The conviction in his voice makes you realise that his condemnation of child marriages is just as strong as a Seventh Day faithful’s take on Sabbath worship.
Neither buts nor ifs; Just that plain. That straight. That simple, yet containing unwavering support for the safety and upbringing of vulnerable girls wherever they are found.
Chisomo Children’s Club executive director Charles Gwengwe minces no words: “This problem is not only confined to a specific culture but cuts across the width and breadth of Malawi. Money is the chief motivator as many parents and guardians force young girls into early marriages for financial gains.
“This is more of a social problem than a cultural one. Let us all be vigilant and condemn this malpractice in the strongest terms possible.”
It was no different in June at this year’s commemoration for the Day of the African Child at Ngabu Community Centre ground in Chikwawa whose theme, ‘Accelerating Our Collective Efforts to End Child Marriages’ remains relevant today and beyond. The precarious situation in which vulnerable girls find themselves in makes some gloomy reading.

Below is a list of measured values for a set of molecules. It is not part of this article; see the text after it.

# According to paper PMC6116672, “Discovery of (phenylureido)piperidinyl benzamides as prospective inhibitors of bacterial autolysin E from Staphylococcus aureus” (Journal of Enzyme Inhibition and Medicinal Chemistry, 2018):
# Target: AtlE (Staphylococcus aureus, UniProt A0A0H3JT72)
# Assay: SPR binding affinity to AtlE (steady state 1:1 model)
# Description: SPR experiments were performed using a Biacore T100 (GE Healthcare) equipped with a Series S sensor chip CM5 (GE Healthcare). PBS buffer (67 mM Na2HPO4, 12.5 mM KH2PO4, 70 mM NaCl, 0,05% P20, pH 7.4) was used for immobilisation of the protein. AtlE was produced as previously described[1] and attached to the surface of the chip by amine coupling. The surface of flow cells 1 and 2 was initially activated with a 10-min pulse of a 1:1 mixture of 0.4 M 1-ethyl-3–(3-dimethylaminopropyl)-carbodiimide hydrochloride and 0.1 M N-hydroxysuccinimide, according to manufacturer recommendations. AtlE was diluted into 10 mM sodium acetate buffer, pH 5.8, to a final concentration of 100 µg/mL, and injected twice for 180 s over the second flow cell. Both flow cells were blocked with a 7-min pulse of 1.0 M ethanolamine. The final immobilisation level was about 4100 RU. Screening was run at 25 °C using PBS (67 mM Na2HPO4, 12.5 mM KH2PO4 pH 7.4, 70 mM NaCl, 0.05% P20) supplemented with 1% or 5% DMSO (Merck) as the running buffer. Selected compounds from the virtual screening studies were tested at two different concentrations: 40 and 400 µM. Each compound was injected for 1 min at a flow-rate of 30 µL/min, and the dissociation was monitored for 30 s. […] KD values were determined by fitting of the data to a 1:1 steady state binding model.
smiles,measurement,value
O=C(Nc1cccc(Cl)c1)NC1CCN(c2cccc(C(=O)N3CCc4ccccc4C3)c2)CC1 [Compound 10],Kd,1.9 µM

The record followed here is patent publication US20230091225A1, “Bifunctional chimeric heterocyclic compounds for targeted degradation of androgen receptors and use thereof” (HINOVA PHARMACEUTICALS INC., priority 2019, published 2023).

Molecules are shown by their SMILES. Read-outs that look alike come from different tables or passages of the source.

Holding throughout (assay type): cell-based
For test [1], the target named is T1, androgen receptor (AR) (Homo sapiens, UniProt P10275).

The country has 1.8 million vulnerable children out of which 53 percent are girls. 52 out of every 100 girls marry before turning 18.
A girl who has the misfortune of being forced into an early marriage may suffer from obstetric fistula, (a hole between the vagina and rectum or bladder caused by prolonged obstructed labour which leaves the girl incontinent of urine or stool or both).
The girl is also at high risk of contracting HIV considering multiple sex partners. The majority of such girls are confined to misery where men turn them into nothing but baby-making machines thereby shortening their life span.